Newport International Runway Group Latest Trends - A Start-Up In

November 26, 2014  |  By  |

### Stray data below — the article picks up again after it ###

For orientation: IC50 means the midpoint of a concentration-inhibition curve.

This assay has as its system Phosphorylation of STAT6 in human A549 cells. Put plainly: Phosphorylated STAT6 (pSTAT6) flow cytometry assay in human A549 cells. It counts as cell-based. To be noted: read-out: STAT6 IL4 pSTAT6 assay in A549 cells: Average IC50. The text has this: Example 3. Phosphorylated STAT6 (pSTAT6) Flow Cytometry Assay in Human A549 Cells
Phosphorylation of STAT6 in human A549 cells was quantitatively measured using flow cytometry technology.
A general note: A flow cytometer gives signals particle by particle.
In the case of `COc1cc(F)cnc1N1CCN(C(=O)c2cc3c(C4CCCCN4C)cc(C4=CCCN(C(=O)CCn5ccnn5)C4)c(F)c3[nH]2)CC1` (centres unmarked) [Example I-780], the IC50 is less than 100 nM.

A Peace Treaty, hit a wall. They were looking for an opportunity. The designers, who produce in 10 countries, had organized communities of older artisans to train younger generations in order to revitalize dying craftsmanship techniques, such as camel bone carving in Rajasthan. Ms. Malik said the kind of mentoring they had fostered was missing for their own business. Before the incubator, the C.F.D.A. already had a designer development program in partnership with Vogue magazine, which has been responsible for launching such designers as Rodarte, Proenza Schouler and Alexander Wang. However the organization’s proprietary incubator is more of a slow cooker for young br ands rather than the fast-paced cutthroat competition of the C.F.D.A./Vogue Fashion Fund, which is filmed as a Project Runway-like reality show. Ms. Smilor describes the incubator program as less marketing for the organization and more “nuts and bolts” of supporting emerging designers. “The concept was to create a space where we can help nurture designers,” she said. After applying to the C.F.D.A./Vogue Fashion Fund and making it through the first round, the designers of A Peace Treaty ultimately decided it was not right for the brand. Ms. Malik said they decided to focus on a “sure shot that would be more lucrative.” A friend and incubator designer Jonathan Simkhai suggested they apply to the two-year program. The C.F.D.A. underwrites half the cost of a studio in a collective workspace in the heart of New York’s garment district, which Ms. Malik likens to being on a school campus. Before moving into their studio at the incubator, she said, the designers were “isolated” in their Midtown Manhattan office. “The excitement and creativity buzzes with us all there,” Ms. Malik said. “It’s nice to know we’re all struggling with the same business issues. That kind of shar ing is really reassuring. We crack a lot of codes together.” Ms. Smilor said that for 10 brands competing for the same investment dollars and editorial attention, the incubator is more of a community than a competition for the fellows. “They really are all for one and one for all,” she said. In the first part of the two-year program, designers selected for the incubator get an intensive eight-month business finance and marketing education as part of the C.F.D.A.'s partnership with Stern School of Business at New York University. Because the designers have established businesses, their brands also act as a case study project for the M.B.A. students, who work with the designers to develop business plans that include e-commerce and finance strategies. Having the tough love of aspiring business sharks pick apart and critique her business was sometimes uncomfortable for Ms. Malik. “We’ve been very proud about building our business ourselves from the ground up,” she said. “Sometimes it felt too big and I